“I therefore, a prisoner for the Lord, urge you to walk in a manner worthy of the calling to which you have been called, with all humility and gentleness, with patience, bearing with one another in love, eager to maintain the unity of the Spirit in the bond of peace.” ~Ephesians 4:1-3
Again Paul reminds me of my position first. The calling to which you have been called references Ephesians 2:10 that we are His workmanship, Ephesians 2:13 now in Christ Jesus you who were once far off have been brought near, Ephesians 2:19 fellow citizens, Ephesians 2:22 a dwelling place for God; Ephesians 1:4-5 chosen, holy, blameless sons.
The calling to which you have been called – We have been called to Christ, issued the invitation for salvation and relationship with God. I need to understand that my walk can either be worthy or unworthy. He says to walk in a manner worthy – the word worthy in this sentence is being used as an adverb to describe the action of walking, NOT as an adjective to describe the walk you have done.
Worthy means “as appropriately to, as becoming.” In other words, as I walk each day, when I keep ever before me the truth of what Jesus did for me at the cross, the grace that covers me, the new position I have as His dearly loved child, the changes that He is at work making in me, I will tread my specific paths in a manner that reflects all these truths. I will begin to walk worthily, not because I am so perfect, but because I know the One who is, His Spirit is at work in me, and I desire to show little pictures of what He has given me to my world.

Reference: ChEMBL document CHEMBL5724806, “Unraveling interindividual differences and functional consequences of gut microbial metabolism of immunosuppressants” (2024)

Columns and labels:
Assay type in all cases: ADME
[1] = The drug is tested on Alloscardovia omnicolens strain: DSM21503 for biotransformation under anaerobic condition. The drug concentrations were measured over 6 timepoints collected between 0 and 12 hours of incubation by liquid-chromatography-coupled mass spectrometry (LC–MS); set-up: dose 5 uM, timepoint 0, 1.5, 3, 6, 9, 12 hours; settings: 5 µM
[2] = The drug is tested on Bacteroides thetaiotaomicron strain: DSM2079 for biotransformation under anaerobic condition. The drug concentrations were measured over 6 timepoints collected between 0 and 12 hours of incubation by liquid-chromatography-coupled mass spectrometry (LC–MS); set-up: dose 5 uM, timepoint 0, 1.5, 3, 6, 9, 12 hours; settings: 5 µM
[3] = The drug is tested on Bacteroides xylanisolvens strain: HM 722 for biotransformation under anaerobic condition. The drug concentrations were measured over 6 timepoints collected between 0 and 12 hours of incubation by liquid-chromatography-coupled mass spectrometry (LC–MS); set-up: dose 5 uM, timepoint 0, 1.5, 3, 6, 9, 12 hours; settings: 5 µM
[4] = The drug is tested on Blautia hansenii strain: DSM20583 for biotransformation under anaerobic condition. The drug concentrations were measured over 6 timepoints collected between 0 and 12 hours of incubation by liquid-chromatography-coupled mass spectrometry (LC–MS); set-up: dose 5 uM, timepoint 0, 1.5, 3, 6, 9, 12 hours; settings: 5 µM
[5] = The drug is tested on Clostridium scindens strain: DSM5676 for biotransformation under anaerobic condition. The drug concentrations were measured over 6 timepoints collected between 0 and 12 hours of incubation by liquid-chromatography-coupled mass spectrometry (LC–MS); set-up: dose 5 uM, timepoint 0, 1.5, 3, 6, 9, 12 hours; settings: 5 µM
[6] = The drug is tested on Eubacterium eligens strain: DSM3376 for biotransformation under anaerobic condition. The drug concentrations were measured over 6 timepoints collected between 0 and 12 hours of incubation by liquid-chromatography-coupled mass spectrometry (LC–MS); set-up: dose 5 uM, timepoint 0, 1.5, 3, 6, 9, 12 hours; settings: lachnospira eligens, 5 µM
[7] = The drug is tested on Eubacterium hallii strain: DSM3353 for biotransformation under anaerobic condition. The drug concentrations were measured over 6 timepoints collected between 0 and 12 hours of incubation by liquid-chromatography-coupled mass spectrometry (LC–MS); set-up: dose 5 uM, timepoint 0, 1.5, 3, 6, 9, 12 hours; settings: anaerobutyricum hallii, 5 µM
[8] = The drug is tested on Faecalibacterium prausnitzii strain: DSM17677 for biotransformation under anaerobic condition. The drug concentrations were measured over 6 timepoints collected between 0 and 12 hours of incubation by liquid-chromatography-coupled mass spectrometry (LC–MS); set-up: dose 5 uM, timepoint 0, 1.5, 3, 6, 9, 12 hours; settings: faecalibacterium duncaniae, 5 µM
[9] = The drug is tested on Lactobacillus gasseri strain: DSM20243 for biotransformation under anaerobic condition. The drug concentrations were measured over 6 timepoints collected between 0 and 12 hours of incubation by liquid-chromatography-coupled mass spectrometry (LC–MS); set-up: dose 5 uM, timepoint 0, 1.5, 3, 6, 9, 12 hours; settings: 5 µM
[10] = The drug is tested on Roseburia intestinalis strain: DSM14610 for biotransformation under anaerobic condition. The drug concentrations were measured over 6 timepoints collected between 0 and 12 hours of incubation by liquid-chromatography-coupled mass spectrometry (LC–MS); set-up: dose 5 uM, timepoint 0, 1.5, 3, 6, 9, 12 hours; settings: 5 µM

So when I reflect on my day at night, I do not look at a checklist of all I did that meets the criteria of a good Christian walk and tag the adjective worthy to my day. I seek to see how I remembered who He is and what He’s done for me and how I passed that on to my children, my husband, my friends. It’s a nuance but so important to me. For so long I have wanted a checklist and desired to hit the marks as a mother especially so as to ensure that my kids become this or that. But when I walk as becoming the calling to sonship, the calling of grace, the calling of relationship that has been given freely to me, there are no checkmarks, there are no marks.
So I either walk worthy of my calling, or I don’t. And there are distinguishing features of someone who remembers her calling – humility, gentleness, patience, enduring love and a desire to be walking with the Spirit in peace. But these qualities aren’t what create the walk, they are the outgrowth of the walk. My flesh desires the checklist – was i humble today? check. gentle with everyone? check. patient? mostly but I’ll go with check. (because really who is always patient?)
See, what I want to do is place human performance stamps on the boxes that are really attributes that grow from a life of faith. They aren’t humanly achievable. I can’t be these things for my people. I am not these things for my people. So I need to daily get my eyes off of me and center my day on the calling God has given to me. He has called me out with His redeeming love, He died for the fullness of my sin, the great draw of my pride, the self love that entangles me.